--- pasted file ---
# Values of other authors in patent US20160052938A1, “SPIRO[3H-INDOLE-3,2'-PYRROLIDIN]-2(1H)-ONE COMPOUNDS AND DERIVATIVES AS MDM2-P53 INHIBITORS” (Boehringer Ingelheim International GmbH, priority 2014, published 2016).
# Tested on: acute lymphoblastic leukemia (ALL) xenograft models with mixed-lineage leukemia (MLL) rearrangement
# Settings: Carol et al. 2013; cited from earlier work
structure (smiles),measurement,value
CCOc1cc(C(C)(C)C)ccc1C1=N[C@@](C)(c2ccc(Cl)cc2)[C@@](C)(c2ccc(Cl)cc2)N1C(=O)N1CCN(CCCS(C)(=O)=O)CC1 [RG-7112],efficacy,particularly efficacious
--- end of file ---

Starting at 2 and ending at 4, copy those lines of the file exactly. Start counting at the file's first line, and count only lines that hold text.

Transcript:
# Tested on: acute lymphoblastic leukemia (ALL) xenograft models with mixed-lineage leukemia (MLL) rearrangement
# Settings: Carol et al. 2013; cited from earlier work
structure (smiles),measurement,value